Invesco has applied for and anticipates receiving an investment management wholly foreign-owned enterprise (IM-WFOE) licence in China the next month or two, AsianInvestor can reveal. This will enable the US fund house to offer investment products to both local and offshore investors
It would be the firm's fourth WFOE, adding to real estate licences in both Shanghai and Tianjin and an advisory WFOE in Shanghai.
Andrew Lo, head of Asia Pacific at Invesco, told AsianInvestor the new WFOE was part of the firm's plan to offer as comprehensive a product suite to mainland investors as possible. The company already operates a fund management joint venture in China, Invesco Great Wall.
“We believe that having both a JV and WFOE are complimentary licences that serve Chinese investors well,” he told AsianInvestor.
The aim is to register the new WFOE with the Asset Management Association of China so that it can manage private funds. Lo said the new IM-WFOE would operate from Shanghai’s free trade zone (FTZ) and will require a new office and staff.
The first IM-WFOEs look set to receive registration approval with Amac in the next month or two, as reported by AsianInvestor this week. Invesco would join a pipeline of international fund managers seeking such approval, which allow them to offer fund products in their own name as well as more generic investment services.
The decision of Invesco to operate both a JV and a set of WFOEs has raised some eyebrows, given the potential of its entities to end up in competition with each other for client attention. But Lo (pictured below) told AsianInvestor the entities would focus on different areas.
The WFOE will provide on-the-ground support to Invesco's Hong Kong-based greater China investment team, which offers Chinese investment products to foreign investors, Lo said. “We will also offer private funds to domestic investors in China. As for the JV, our primary focus will be products for the local retail/institutional market in China.”
He declined to specify which investment products Invesco would initially seek to offer via its IM-WFOE and other vehicles. But targeting local institutional investors in addition to offering local products offshore is an important part of its plan.
“We see significant opportunities in this area as there is a growing demand from Chinese institutions to diversify fund managers with different investment styles,” said Lo. The number of local asset owners looking to outsource assets to fund managers is rising, as many insurers and pension companies see their asset bases swell.
Invesco's desire to use the IM-WFOE to create China funds for international investors also makes sense, given a marked increase in foreign interest for mainland fixed income products in particular. In October HSBC said the year-to-date foreign investor purchases of local bonds had surged to Rmb174 billion ($26 billion), five times the total amount recorded in 2015.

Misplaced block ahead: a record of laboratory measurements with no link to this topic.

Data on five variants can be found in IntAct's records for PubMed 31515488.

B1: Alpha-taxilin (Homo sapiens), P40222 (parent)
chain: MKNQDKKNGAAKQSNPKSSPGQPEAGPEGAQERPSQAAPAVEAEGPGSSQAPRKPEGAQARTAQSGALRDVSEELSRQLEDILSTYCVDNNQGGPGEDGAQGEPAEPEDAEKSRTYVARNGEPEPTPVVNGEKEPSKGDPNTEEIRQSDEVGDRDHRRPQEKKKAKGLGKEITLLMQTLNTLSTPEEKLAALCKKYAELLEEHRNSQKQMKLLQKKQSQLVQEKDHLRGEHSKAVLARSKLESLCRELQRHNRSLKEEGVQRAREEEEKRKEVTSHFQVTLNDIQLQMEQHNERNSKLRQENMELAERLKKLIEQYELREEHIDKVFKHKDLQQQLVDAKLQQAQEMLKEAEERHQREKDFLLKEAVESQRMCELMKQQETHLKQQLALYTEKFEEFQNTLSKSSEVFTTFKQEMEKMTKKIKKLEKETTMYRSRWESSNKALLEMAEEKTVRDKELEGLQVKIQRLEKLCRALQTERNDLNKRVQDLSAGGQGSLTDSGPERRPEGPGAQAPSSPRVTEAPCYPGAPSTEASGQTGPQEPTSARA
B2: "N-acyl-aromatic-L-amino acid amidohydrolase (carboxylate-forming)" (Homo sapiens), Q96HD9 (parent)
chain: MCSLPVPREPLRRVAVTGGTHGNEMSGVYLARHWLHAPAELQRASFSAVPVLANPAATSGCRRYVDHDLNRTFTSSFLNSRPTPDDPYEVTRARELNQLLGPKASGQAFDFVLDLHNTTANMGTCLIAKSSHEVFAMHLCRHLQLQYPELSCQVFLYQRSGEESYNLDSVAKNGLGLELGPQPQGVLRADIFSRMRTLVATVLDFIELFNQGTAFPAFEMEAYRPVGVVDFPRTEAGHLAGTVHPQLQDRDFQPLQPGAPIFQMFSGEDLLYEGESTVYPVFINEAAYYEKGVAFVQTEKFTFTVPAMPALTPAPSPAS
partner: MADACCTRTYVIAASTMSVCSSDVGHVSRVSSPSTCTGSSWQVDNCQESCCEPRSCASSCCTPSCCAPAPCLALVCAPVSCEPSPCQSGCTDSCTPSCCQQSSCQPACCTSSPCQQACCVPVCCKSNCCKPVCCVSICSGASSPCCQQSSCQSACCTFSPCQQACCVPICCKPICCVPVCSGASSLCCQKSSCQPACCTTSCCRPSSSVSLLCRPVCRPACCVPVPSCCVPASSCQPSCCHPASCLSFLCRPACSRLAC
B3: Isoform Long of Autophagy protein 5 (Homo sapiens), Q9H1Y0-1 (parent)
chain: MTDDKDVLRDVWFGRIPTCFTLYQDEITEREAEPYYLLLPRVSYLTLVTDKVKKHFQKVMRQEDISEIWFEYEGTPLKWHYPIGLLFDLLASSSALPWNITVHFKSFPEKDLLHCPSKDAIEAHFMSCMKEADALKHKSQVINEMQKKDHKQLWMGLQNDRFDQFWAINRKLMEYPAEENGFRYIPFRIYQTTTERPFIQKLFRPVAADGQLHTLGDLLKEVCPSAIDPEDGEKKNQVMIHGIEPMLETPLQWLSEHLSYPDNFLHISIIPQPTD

Some other fund managers have chosen to upgrade existing WFOEs with additional licences, rather than establish entirely new operations. Lo said Invesco’s decision to set up a completely new WFOE was down to the regulatory constraints of establishing such entities in China.
“Currently you can only hold the WFOE investment management licences in Tianjin and the FTZ in Shanghai,” Lo said. “We hold an advisory licence in Beijing, which cannot conduct investment management activities. We currently do have other WFOEs set up in Shenzhen and Shanghai, but they focus on real estate activities and are only advisory in nature.
"The establishment of this new WFOE in Shanghai will provide long-term opportunities for the company in terms of the QDII2 scheme and other potential Shanghai FTZ initiatives.”
QDII2 refers to the qualified domestic individual investor programe, which was set to launch in late 2015. It would have allowed investors resident in approved zones such as the Shanghai FTZ who had Rmb1 million in investable assets to benefit from relaxed currency conversion rules to make offshore investments. It followed on from the existing qualified domestic institutional investor scheme (QDII), which let investment organisations and fund managers invest offshore.
However, Chinese regulators halted new QDII and QDII2 activity in February, to slow capital outflows from the country amid renminbi weakening.
Invesco Great Wall has a QDII licence but its quota has been used up. But Lo said: “We believe there will be an opportunity once the quota for QDII and QDLP [the qualified domestic limited partnership scheme] is available for both entities."
Invesco had around $75 billion in assets under management in Asia Pacific at the end of 2015. This has gone up to $95 billion as of end-October, of which $21 billion is located in China.
In April Invesco came fourth in Z-Ben Advisors' ranking of foreign fund houses by the strength of their onshore, inbound and outbound business in China. Breaking down the ranking into the three components, the firm came third in the onshore category.